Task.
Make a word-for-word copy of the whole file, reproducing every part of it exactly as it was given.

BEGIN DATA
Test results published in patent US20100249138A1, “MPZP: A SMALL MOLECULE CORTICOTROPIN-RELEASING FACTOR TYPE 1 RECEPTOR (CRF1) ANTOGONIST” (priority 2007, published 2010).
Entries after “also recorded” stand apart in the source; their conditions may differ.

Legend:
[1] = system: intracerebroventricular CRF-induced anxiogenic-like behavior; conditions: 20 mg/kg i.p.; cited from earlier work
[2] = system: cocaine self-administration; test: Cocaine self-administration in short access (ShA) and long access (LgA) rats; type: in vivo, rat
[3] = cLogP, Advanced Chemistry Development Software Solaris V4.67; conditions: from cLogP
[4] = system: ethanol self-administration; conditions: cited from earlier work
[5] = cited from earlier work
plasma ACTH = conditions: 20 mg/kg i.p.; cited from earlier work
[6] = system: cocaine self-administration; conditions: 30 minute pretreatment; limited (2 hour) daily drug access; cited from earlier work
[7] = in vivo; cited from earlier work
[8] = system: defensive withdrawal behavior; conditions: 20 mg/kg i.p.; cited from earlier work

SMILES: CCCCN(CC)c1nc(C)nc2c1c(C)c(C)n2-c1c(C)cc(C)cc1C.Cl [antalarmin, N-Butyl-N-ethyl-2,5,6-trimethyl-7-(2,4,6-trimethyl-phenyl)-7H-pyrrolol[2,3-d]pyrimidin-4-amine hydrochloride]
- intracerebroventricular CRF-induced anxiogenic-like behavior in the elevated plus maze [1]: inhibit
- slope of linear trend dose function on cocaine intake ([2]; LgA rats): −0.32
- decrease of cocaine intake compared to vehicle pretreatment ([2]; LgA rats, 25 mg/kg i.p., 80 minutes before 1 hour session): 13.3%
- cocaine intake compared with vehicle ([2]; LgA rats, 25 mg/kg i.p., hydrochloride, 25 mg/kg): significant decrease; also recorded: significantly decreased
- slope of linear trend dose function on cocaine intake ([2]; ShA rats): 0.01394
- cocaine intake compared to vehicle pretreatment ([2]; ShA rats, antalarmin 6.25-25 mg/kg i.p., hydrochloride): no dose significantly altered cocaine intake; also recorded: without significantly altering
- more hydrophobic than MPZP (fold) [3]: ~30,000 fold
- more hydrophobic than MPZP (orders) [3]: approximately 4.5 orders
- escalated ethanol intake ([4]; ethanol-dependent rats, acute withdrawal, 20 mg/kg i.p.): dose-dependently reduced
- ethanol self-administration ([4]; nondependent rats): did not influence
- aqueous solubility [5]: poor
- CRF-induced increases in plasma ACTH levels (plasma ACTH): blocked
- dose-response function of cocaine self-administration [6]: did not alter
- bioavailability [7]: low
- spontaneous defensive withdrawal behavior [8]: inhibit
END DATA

Test results published in patent US20100249138A1, “MPZP: A SMALL MOLECULE CORTICOTROPIN-RELEASING FACTOR TYPE 1 RECEPTOR (CRF1) ANTOGONIST” (priority 2007, published 2010).
Entries after “also recorded” stand apart in the source; their conditions may differ.

Legend:
[1] = system: intracerebroventricular CRF-induced anxiogenic-like behavior; conditions: 20 mg/kg i.p.; cited from earlier work
[2] = system: cocaine self-administration; test: Cocaine self-administration in short access (ShA) and long access (LgA) rats; type: in vivo, rat
[3] = cLogP, Advanced Chemistry Development Software Solaris V4.67; conditions: from cLogP
[4] = system: ethanol self-administration; conditions: cited from earlier work
[5] = cited from earlier work
plasma ACTH = conditions: 20 mg/kg i.p.; cited from earlier work
[6] = system: cocaine self-administration; conditions: 30 minute pretreatment; limited (2 hour) daily drug access; cited from earlier work
[7] = in vivo; cited from earlier work
[8] = system: defensive withdrawal behavior; conditions: 20 mg/kg i.p.; cited from earlier work

SMILES: CCCCN(CC)c1nc(C)nc2c1c(C)c(C)n2-c1c(C)cc(C)cc1C.Cl [antalarmin, N-Butyl-N-ethyl-2,5,6-trimethyl-7-(2,4,6-trimethyl-phenyl)-7H-pyrrolol[2,3-d]pyrimidin-4-amine hydrochloride]
- intracerebroventricular CRF-induced anxiogenic-like behavior in the elevated plus maze [1]: inhibit
- slope of linear trend dose function on cocaine intake ([2]; LgA rats): −0.32
- decrease of cocaine intake compared to vehicle pretreatment ([2]; LgA rats, 25 mg/kg i.p., 80 minutes before 1 hour session): 13.3%
- cocaine intake compared with vehicle ([2]; LgA rats, 25 mg/kg i.p., hydrochloride, 25 mg/kg): significant decrease; also recorded: significantly decreased
- slope of linear trend dose function on cocaine intake ([2]; ShA rats): 0.01394
- cocaine intake compared to vehicle pretreatment ([2]; ShA rats, antalarmin 6.25-25 mg/kg i.p., hydrochloride): no dose significantly altered cocaine intake; also recorded: without significantly altering
- more hydrophobic than MPZP (fold) [3]: ~30,000 fold
- more hydrophobic than MPZP (orders) [3]: approximately 4.5 orders
- escalated ethanol intake ([4]; ethanol-dependent rats, acute withdrawal, 20 mg/kg i.p.): dose-dependently reduced
- ethanol self-administration ([4]; nondependent rats): did not influence
- aqueous solubility [5]: poor
- CRF-induced increases in plasma ACTH levels (plasma ACTH): blocked
- dose-response function of cocaine self-administration [6]: did not alter
- bioavailability [7]: low
- spontaneous defensive withdrawal behavior [8]: inhibit